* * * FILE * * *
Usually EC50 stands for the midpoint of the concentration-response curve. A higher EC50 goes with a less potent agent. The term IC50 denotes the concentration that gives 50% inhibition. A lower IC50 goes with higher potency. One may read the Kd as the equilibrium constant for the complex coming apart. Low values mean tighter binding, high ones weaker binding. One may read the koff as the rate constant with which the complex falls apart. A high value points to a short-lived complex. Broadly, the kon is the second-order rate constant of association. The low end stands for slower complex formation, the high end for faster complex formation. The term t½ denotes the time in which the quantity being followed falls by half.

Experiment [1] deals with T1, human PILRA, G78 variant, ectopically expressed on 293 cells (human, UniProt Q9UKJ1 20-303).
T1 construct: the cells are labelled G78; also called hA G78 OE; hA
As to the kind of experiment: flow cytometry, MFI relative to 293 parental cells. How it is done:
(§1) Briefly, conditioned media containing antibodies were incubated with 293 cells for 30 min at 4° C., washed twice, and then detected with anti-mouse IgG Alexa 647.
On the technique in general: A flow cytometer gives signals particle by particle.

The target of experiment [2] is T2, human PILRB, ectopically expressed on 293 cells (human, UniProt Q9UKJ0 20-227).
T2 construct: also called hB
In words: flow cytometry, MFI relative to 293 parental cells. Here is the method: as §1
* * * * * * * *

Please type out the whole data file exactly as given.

Usually EC50 stands for the midpoint of the concentration-response curve. A higher EC50 goes with a less potent agent. The term IC50 denotes the concentration that gives 50% inhibition. A lower IC50 goes with higher potency. One may read the Kd as the equilibrium constant for the complex coming apart. Low values mean tighter binding, high ones weaker binding. One may read the koff as the rate constant with which the complex falls apart. A high value points to a short-lived complex. Broadly, the kon is the second-order rate constant of association. The low end stands for slower complex formation, the high end for faster complex formation. The term t½ denotes the time in which the quantity being followed falls by half.

Experiment [1] deals with T1, human PILRA, G78 variant, ectopically expressed on 293 cells (human, UniProt Q9UKJ1 20-303).
T1 construct: the cells are labelled G78; also called hA G78 OE; hA
As to the kind of experiment: flow cytometry, MFI relative to 293 parental cells. How it is done:
(§1) Briefly, conditioned media containing antibodies were incubated with 293 cells for 30 min at 4° C., washed twice, and then detected with anti-mouse IgG Alexa 647.
On the technique in general: A flow cytometer gives signals particle by particle.

The target of experiment [2] is T2, human PILRB, ectopically expressed on 293 cells (human, UniProt Q9UKJ0 20-227).
T2 construct: also called hB
In words: flow cytometry, MFI relative to 293 parental cells. Here is the method: as §1